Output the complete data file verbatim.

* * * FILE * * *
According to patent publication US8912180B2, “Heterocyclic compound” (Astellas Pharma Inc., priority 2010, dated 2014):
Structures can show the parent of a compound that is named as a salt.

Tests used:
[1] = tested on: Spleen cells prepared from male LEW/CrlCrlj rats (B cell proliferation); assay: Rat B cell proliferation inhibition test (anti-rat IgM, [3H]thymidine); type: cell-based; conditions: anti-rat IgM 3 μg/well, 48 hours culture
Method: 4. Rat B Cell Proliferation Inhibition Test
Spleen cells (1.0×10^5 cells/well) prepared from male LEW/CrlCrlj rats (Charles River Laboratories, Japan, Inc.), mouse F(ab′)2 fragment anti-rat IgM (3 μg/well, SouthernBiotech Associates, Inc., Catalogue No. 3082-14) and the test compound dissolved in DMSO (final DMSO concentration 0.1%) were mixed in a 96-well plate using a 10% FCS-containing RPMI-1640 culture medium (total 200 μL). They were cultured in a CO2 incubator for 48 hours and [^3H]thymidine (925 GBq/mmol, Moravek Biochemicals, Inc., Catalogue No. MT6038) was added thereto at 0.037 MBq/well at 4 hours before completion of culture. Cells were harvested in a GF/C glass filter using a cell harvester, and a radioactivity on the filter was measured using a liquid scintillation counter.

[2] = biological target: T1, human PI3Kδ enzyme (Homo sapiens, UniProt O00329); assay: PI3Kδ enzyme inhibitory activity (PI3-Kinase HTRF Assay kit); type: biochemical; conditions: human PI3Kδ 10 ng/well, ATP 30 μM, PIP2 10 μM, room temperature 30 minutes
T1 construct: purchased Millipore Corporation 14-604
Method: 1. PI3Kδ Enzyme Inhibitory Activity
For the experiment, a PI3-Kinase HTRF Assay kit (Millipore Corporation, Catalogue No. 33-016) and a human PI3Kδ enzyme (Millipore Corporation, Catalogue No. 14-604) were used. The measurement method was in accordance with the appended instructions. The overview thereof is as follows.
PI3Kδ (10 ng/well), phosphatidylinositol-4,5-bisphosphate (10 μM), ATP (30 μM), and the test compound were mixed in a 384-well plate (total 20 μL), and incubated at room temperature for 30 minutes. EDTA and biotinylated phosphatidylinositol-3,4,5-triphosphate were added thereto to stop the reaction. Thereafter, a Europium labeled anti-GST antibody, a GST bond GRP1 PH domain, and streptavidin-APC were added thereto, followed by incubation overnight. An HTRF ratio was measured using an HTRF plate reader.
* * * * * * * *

According to patent publication US8912180B2, “Heterocyclic compound” (Astellas Pharma Inc., priority 2010, dated 2014):
Structures can show the parent of a compound that is named as a salt.

Tests used:
[1] = tested on: Spleen cells prepared from male LEW/CrlCrlj rats (B cell proliferation); assay: Rat B cell proliferation inhibition test (anti-rat IgM, [3H]thymidine); type: cell-based; conditions: anti-rat IgM 3 μg/well, 48 hours culture
Method: 4. Rat B Cell Proliferation Inhibition Test
Spleen cells (1.0×10^5 cells/well) prepared from male LEW/CrlCrlj rats (Charles River Laboratories, Japan, Inc.), mouse F(ab′)2 fragment anti-rat IgM (3 μg/well, SouthernBiotech Associates, Inc., Catalogue No. 3082-14) and the test compound dissolved in DMSO (final DMSO concentration 0.1%) were mixed in a 96-well plate using a 10% FCS-containing RPMI-1640 culture medium (total 200 μL). They were cultured in a CO2 incubator for 48 hours and [^3H]thymidine (925 GBq/mmol, Moravek Biochemicals, Inc., Catalogue No. MT6038) was added thereto at 0.037 MBq/well at 4 hours before completion of culture. Cells were harvested in a GF/C glass filter using a cell harvester, and a radioactivity on the filter was measured using a liquid scintillation counter.

[2] = biological target: T1, human PI3Kδ enzyme (Homo sapiens, UniProt O00329); assay: PI3Kδ enzyme inhibitory activity (PI3-Kinase HTRF Assay kit); type: biochemical; conditions: human PI3Kδ 10 ng/well, ATP 30 μM, PIP2 10 μM, room temperature 30 minutes
T1 construct: purchased Millipore Corporation 14-604
Method: 1. PI3Kδ Enzyme Inhibitory Activity
For the experiment, a PI3-Kinase HTRF Assay kit (Millipore Corporation, Catalogue No. 33-016) and a human PI3Kδ enzyme (Millipore Corporation, Catalogue No. 14-604) were used. The measurement method was in accordance with the appended instructions. The overview thereof is as follows.
PI3Kδ (10 ng/well), phosphatidylinositol-4,5-bisphosphate (10 μM), ATP (30 μM), and the test compound were mixed in a 384-well plate (total 20 μL), and incubated at room temperature for 30 minutes. EDTA and biotinylated phosphatidylinositol-3,4,5-triphosphate were added thereto to stop the reaction. Thereafter, a Europium labeled anti-GST antibody, a GST bond GRP1 PH domain, and streptavidin-APC were added thereto, followed by incubation overnight. An HTRF ratio was measured using an HTRF plate reader.